Frame and Suspension!

Oct. 01, 2005 By Jim Weed



Frame almost ready
for the body.
The frame was torn down to bare metal and dipped in a cleaning tank. The box frame was then fully welded vs. the factory stitch weld. New brackets and mounts were added. Finally the frame was primed and painted with an epoxy gray. Gray is a good color for spotting any future cracking that might occur after lots of four wheeling. Front 10,000# Warn winch and Rear bumpers along with an aftermarket 32 gallon replacement gas tank were installed.

You can see the front shock hoops and the rear end assembly in this picture. The frame was reinforced with 1/4" steel plate where the steering box bolts to the frame. Also the front body mount brackets, which are located by the Driver & Front Passenger feet, were cut off the frame, a 1/4" steel plate was welded to the side of the frame and then the body mount brackets were rewelded to the frame. Years of Four Wheeling has proven that these three spots are notorious for cracking on Scout II frames. Note the dual shackles on the rear leaf springs.


Front Suspension

The front suspension was changed to a reverse shackle design. This creates a smoother ride over the factory setup. The front leaf springs are Rancho 3" Lift and are mounted under the front axle. A cable axle truss was installed from RockHard Trail Professionals. The advantage of the cable axle truss over the steel is that it doesn't get all bent up from 4-wheeling. Recessed u-bolt plates were incorporated into the front axle for added ground clearence. Dual steering dampers from a 1976 Ford F250 application were added to control the larger tires.



Rear Suspension
Under carriage!







The rear suspension was changed to a 4-link design. The advantage of the 4-link designed is added axle articulation and no spring wrap up (axle twist). The Links were all fabricated from 1 1/4"x .095 Chromoly tubing (Mark Williams Enterprises 303-665-6901, Rod Ends #RAM12T, Tube Adapters # 11221, and Aircraft Tubing #1250 x 095) and each link was designed to be the same lenght (41 1/2"). The two upper links V out from the top of the axle pumpkin. The two bottom links V out from the frame rails to the outer most points of the rear axle tube (next to the tires). Note: since this original design I learned that, while the chromoly is extremely strong in compression and tension, it does not hold up well to bending due to side forces (rocks). I reworked the two bottom links (see pictures) with 1 1/2" square tubing to prevent them from bending on the rocks. The rear leaf springs are factory 4 leaf design and relocated to the top of the rear axle. These leaf springs are setup with shackles on both ends. A Ford Bronco shackle hanger was used for the front eye shackle of the rear spring. You can also see a good shoot of the rear triple shock mounts.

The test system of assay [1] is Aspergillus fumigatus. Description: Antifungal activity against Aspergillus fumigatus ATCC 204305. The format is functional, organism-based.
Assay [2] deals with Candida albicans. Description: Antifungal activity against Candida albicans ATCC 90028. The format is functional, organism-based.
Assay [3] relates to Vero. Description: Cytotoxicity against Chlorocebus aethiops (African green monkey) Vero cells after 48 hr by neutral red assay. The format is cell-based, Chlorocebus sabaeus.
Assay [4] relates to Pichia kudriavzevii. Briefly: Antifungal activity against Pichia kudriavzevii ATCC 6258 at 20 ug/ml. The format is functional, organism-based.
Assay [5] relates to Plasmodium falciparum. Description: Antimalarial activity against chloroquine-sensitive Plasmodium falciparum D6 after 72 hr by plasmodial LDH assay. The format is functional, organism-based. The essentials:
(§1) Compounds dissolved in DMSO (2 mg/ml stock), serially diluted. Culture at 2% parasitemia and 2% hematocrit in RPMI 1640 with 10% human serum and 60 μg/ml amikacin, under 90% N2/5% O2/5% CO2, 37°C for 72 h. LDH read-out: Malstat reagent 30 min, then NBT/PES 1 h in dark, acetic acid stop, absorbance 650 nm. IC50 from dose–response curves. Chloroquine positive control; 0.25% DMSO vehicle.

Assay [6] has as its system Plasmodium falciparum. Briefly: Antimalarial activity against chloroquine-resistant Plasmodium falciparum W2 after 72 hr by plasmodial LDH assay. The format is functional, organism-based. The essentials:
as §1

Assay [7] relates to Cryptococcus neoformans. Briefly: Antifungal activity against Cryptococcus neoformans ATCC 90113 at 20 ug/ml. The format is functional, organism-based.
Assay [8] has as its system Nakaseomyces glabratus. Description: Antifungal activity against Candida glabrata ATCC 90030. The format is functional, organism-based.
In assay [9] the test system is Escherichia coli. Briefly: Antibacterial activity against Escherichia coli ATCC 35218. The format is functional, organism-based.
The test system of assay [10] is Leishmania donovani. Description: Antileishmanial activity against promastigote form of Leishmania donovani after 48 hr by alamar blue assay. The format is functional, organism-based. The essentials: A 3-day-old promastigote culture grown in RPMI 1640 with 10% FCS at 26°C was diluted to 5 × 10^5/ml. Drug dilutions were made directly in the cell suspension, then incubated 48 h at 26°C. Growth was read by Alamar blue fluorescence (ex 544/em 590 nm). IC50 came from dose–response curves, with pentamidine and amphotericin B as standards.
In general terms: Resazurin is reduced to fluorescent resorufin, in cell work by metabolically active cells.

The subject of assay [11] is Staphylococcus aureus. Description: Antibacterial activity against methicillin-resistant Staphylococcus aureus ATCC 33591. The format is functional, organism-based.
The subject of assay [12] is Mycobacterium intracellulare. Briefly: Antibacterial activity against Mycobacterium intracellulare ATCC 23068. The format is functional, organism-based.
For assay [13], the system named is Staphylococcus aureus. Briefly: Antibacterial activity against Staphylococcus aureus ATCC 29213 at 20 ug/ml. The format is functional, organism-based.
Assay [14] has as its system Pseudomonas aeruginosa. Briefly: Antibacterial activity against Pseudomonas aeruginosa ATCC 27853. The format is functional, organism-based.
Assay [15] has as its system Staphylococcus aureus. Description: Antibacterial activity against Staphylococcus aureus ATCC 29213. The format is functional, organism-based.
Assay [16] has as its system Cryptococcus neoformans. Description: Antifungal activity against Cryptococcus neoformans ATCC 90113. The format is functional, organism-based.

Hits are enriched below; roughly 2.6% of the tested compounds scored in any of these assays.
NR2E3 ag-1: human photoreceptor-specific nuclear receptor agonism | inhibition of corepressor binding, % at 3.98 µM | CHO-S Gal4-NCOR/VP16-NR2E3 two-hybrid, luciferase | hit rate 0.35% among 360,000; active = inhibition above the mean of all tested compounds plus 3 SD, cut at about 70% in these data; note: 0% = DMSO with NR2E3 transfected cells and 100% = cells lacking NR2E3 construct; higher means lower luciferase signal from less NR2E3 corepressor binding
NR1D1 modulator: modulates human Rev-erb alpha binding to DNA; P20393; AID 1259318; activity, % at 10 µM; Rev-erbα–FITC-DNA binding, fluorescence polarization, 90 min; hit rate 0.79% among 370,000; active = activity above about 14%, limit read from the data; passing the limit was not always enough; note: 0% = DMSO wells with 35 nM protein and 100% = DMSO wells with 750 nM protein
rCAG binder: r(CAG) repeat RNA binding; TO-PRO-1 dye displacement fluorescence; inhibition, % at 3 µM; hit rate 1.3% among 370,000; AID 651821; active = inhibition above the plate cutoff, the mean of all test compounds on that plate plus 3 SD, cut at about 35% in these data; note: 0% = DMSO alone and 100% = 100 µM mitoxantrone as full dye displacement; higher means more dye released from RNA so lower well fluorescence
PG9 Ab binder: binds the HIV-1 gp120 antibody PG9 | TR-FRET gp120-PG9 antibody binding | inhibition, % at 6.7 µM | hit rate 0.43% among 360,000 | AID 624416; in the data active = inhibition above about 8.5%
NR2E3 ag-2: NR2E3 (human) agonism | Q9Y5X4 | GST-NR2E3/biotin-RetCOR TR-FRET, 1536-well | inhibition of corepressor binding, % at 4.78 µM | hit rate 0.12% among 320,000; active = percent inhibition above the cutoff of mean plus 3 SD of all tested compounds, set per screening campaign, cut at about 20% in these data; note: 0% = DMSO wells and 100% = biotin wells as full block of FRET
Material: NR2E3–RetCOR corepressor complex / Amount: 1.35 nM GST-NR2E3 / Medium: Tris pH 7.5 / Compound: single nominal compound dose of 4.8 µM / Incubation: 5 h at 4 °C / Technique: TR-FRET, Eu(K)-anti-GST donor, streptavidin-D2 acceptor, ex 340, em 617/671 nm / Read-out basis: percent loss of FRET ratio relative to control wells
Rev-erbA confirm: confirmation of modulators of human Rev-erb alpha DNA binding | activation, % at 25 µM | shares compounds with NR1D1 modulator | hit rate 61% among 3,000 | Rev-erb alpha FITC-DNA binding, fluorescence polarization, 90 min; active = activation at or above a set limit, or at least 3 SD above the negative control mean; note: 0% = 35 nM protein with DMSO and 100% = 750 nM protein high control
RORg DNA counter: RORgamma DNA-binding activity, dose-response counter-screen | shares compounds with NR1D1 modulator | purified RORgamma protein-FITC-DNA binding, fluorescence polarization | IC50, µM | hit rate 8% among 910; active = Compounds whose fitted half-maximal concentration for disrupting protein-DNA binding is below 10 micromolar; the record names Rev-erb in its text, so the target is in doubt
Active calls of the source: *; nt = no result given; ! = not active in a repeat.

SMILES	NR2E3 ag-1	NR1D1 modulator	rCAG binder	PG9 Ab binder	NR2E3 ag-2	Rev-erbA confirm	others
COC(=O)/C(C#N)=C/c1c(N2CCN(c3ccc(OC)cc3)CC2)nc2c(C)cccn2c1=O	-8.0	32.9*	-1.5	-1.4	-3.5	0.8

P.S. If you realllllly want to know how I got some of these pictures? Go to page (6) of my Hole-in-the-Rock trail report! Newsletter
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